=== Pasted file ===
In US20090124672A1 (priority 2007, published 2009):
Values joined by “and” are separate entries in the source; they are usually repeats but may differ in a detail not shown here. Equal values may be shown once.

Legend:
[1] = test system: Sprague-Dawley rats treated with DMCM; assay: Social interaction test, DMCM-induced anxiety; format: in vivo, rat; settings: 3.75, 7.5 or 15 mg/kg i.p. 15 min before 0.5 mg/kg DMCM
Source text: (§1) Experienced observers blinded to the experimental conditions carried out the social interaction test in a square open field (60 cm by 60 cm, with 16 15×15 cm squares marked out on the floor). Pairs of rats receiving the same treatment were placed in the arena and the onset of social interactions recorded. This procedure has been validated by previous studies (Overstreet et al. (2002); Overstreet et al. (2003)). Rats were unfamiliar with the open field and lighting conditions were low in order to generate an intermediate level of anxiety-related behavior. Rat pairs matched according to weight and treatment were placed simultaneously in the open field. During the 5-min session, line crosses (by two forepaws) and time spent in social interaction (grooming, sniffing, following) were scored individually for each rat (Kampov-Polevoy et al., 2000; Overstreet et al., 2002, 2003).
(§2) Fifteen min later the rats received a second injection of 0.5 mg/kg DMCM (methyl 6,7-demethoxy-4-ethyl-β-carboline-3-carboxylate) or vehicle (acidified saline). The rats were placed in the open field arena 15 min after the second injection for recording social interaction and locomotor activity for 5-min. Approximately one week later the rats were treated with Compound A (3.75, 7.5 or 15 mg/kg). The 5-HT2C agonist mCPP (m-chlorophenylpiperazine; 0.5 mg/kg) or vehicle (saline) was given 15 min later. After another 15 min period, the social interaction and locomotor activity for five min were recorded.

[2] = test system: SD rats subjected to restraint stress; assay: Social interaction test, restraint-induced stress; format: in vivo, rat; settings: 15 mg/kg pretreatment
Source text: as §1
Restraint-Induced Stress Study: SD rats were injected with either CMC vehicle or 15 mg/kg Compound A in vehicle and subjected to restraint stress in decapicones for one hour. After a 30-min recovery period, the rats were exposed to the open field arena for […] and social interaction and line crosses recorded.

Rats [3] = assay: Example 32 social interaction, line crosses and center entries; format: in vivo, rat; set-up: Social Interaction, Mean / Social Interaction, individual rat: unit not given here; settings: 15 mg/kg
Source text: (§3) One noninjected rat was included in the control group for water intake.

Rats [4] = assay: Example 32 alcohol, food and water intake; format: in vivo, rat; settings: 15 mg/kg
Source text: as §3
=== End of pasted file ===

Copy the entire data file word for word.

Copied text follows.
In US20090124672A1 (priority 2007, published 2009):
Values joined by “and” are separate entries in the source; they are usually repeats but may differ in a detail not shown here. Equal values may be shown once.

Legend:
[1] = test system: Sprague-Dawley rats treated with DMCM; assay: Social interaction test, DMCM-induced anxiety; format: in vivo, rat; settings: 3.75, 7.5 or 15 mg/kg i.p. 15 min before 0.5 mg/kg DMCM
Source text: (§1) Experienced observers blinded to the experimental conditions carried out the social interaction test in a square open field (60 cm by 60 cm, with 16 15×15 cm squares marked out on the floor). Pairs of rats receiving the same treatment were placed in the arena and the onset of social interactions recorded. This procedure has been validated by previous studies (Overstreet et al. (2002); Overstreet et al. (2003)). Rats were unfamiliar with the open field and lighting conditions were low in order to generate an intermediate level of anxiety-related behavior. Rat pairs matched according to weight and treatment were placed simultaneously in the open field. During the 5-min session, line crosses (by two forepaws) and time spent in social interaction (grooming, sniffing, following) were scored individually for each rat (Kampov-Polevoy et al., 2000; Overstreet et al., 2002, 2003).
(§2) Fifteen min later the rats received a second injection of 0.5 mg/kg DMCM (methyl 6,7-demethoxy-4-ethyl-β-carboline-3-carboxylate) or vehicle (acidified saline). The rats were placed in the open field arena 15 min after the second injection for recording social interaction and locomotor activity for 5-min. Approximately one week later the rats were treated with Compound A (3.75, 7.5 or 15 mg/kg). The 5-HT2C agonist mCPP (m-chlorophenylpiperazine; 0.5 mg/kg) or vehicle (saline) was given 15 min later. After another 15 min period, the social interaction and locomotor activity for five min were recorded.

[2] = test system: SD rats subjected to restraint stress; assay: Social interaction test, restraint-induced stress; format: in vivo, rat; settings: 15 mg/kg pretreatment
Source text: as §1
Restraint-Induced Stress Study: SD rats were injected with either CMC vehicle or 15 mg/kg Compound A in vehicle and subjected to restraint stress in decapicones for one hour. After a 30-min recovery period, the rats were exposed to the open field arena for […] and social interaction and line crosses recorded.

Rats [3] = assay: Example 32 social interaction, line crosses and center entries; format: in vivo, rat; set-up: Social Interaction, Mean / Social Interaction, individual rat: unit not given here; settings: 15 mg/kg
Source text: (§3) One noninjected rat was included in the control group for water intake.

Rats [4] = assay: Example 32 alcohol, food and water intake; format: in vivo, rat; settings: 15 mg/kg
Source text: as §3